Old Ottawa South Community Association

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Brian's car, a Green Dreamer's treasure chest.
Brian's car, a Green Dreamer's treasure chest. Photo by Winnie Pietrykowski.

Seasonal Round-up for Green Dreamers

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By the time October arrives Green Dreamers will be winding down their fourth gardening season in Old Ottawa South. When you see them on the sidewalks and in the public garden beds between the bridges, they will be (most likely) pulling up the dried remnants of milkweed and sunflowers, cutting back some rather thick and reedy perennial growth, raking dried leaves, filling brown bags, ruminating over what went well and what didn’t, and sharing with each other and passers-by bits of information and suggestions for the next growing season in 2018.

It’s been a rather wet summer and for most gardeners there just hasn’t been enough sun! May set a new record of 176 millimeters of what seemed like continuous rain compared to an average downfall of 83 mm. In June no records were broken but we had more rain than usual with an average temperature of 17 degrees C. July was the wettest month on record with almost 250 mm of rain, compared to an average of 89 mm. Not once, during the whole month of July, did we reach 30 degrees C!

Nonetheless, despite the absence of sun and after the drought of 2016 this wet summer has been bit of a godsend for Green Dreamers. There was no need for watering schedules, nor did Green Dreamers have to worry about the survival of new perennial transplants. Instead, like many gardeners, they decided to adapt to the wet conditions by transplanting as much as possible especially in public beds where earlier transplants had failed to take root.

Another bonus for Green Dreamers this season was a continuous supply of perennials for transplanting. In response to a plea online and in OSCAR, residents responded generously. Many simply stopped to ask what was needed or to describe what they had to offer when they saw Green Dreamers on Wednesday & Saturday mornings digging & weeding in roadside lots. Others emailed recounting garden stories, what they had successfully grown for years and what they now must divide or separate. You may notice, for example, that there are many more hostas in the neighourhood and that we are actively creating hosta gardens and alcoves. This is one perennial that is hardy and grows quite beautifully under trees and in shade.

Green Dreamers felt particularly fortunate when one resident with a rather large and mature garden offered a diverse range and quantity of perennials to dig and transplant throughout the planting season. This generous gift not only helped multiply existing beds but allowed Green Dreamers to concentrate their volunteer energy on composting, mulching and transplanting without the pressure of looking for a healthy supply of plants once the beds were ready.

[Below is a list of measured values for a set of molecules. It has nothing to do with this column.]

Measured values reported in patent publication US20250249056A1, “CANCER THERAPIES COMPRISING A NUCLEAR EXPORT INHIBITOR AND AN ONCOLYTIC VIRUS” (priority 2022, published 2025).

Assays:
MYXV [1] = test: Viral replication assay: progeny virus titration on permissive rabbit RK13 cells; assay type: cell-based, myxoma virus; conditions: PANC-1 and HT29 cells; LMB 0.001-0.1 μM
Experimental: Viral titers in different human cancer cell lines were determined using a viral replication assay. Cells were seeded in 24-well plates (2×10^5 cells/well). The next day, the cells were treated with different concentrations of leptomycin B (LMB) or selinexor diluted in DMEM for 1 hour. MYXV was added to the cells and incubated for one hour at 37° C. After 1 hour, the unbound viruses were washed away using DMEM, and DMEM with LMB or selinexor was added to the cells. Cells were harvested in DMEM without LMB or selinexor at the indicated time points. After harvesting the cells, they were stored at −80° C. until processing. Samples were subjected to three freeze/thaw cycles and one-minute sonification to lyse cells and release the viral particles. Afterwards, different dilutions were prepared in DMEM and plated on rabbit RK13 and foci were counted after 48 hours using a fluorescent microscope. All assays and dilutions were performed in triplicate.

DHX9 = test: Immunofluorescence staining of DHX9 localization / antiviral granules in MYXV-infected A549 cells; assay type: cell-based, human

Over the last several years Green Dreamers have been observing the changes to each of the garden beds; what grows in one lot, does not necessarily grow in another, what looks like shade in the morning under a healthy oak tree is often a hot spot in the late afternoon, what grew readily the year before, doesn’t reappear long after Spring has passed. And so as you may have noticed, the beds change from season to season. It’s simply a matter of observing what grows best in any one of the 12 or more gardens that Green Dreamers maintain and repeating what works.

This season, Green Dreamers are particularly delighted with the results of their composting. For the last couple of years they’ve been driving to the City’s Trail Road site for a truckload of compost to spread on garden beds that have been neglected for over a decade. This year, thanks to plenty of rainfall and compost, the hydrangea bushes at the corner of Grove & Bank and at Glen are a lush thick green with numerous blossoms. The Japanese Lilac trees on the SE side of Sunnyside & Bank actually flowered and the grasses that did survive are taller and thicker. Even the soil itself is so much easier to turn.

Thank you to all the Green Dreamers that made this season count. Gardening for some is one of life’s sweetest pleasures; the pleasure of a garden, however, knows no bounds and it’s giving is often silent. Thank you to the generosity of so many OOS gardeners, residents and passersby. It’s been a wonderful season.

Garden at Bank and Glen.
Green Dreamers from left to right, Joan, Brian, Jill & Barbara taking a few moments at an early Saturday gardening "bee." Photo by Winnie Pietrykowski.

Garden at Sunnyside Library.
Green Dreamers Joan and Jill getting into the thick of things at the Library. Photo by Winnie Pietrykowski.

Garden at Sunnyside library.
Green Dreamer Martha helping out at the Library with a little Fall cleanup. Photo by Winnie Pietrykowski.

Stay tuned for more information and future gardening plans at oldottawasouth.ca

Last modified on Friday, 22 September 2017 12:42

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